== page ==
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U.S. Students Seeking German Education Due to Low Cost:

by / / Blog, Higher Education

As the cost of higher education in the U.S. continues to be a growing concern for students, some have begun to look outside of the country for a solution. One of the primary destinations for these budget-minded academics has been Germany. It is known for having both a strong tertiary education program, with 18 of the top 200 universities in the world [1]. It is also possible to apply as a foreign student with sufficient SAT or ACT scores, making it an ideal destination for many U.S. students who have taken these exams. As a result over 10,000 students from the U.S. are currently enrolled in German higher education programs. That number is almost a 10% increase from last year, and a staggering 25% increase from 08-09.

You may be asking yourself exactly how dramatic the cost difference is to warrant such an increase in students and quite frankly the numbers are staggering. Whereas the average U.S. student is paying almost $10,000 [2] a year for an in state public university, the average German student is paying an average of $540 [3] in school fees per year. This small amount also covers the cost of books and transit for many universities. So what are the drawbacks? To be honest the largest is the potential language barrier, but even that is becoming a smaller issue as over 1,000 courses taught in entirely English have been established over the past few years.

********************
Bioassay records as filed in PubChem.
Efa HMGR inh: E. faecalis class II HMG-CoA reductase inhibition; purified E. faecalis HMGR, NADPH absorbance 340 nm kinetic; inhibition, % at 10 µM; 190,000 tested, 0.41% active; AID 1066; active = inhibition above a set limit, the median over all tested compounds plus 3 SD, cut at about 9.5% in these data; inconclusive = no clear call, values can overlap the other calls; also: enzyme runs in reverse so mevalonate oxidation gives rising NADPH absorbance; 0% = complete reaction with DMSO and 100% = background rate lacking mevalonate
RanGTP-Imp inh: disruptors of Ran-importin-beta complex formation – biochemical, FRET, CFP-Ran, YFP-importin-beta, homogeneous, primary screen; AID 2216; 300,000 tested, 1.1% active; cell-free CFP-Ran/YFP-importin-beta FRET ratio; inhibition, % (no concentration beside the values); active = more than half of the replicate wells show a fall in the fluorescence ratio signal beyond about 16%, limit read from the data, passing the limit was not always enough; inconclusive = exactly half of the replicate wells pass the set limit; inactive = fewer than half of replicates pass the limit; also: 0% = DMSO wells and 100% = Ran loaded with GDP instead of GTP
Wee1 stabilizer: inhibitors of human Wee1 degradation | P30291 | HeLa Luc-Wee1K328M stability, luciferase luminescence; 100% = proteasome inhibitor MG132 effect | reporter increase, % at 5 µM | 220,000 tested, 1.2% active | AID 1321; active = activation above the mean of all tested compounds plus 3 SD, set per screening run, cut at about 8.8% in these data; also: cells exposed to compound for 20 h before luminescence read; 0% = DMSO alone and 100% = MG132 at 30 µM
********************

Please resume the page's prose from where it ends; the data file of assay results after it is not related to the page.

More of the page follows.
So how does Germany afford such incredibly low education costs? Through the federal states and central government. Higher education accounts for ~1% of German GDP, with the following costs:
•$18,000 for a master’s program
•$30,000 for a bachelor’s degree
•$220,000 for a medical degree

Yet the German economy still gains from investing in its students, including foreign students. Almost 50% of foreign students elect to live and work in Germany after graduation, providing additional sources of taxes and supplying the country with highly skilled workers.

As a college student myself, a semester abroad is always an attractive prospect. The idea of graduating with a bachelor degree for $2000 in tuition fees sounds like something out of a dream. In a global economy American universities are increasingly in competition with foreign universities. Students will seek out and find more opportunities to save on education, and a large number of students may elect to study abroad not only for the experience, but also for the financial benefits.

[1] web.archive.org/web/20080822124509/http://www.arwu.org/rank2008/ARWU2008_A(EN).htm
[2] collegedata.com/cs/content/content_payarticle_tmpl.jh/ml?articleId=10064
[3] daad.de/deutschland/nach-deutschland/voraussetzungen/en/9198-financing-your-studies/

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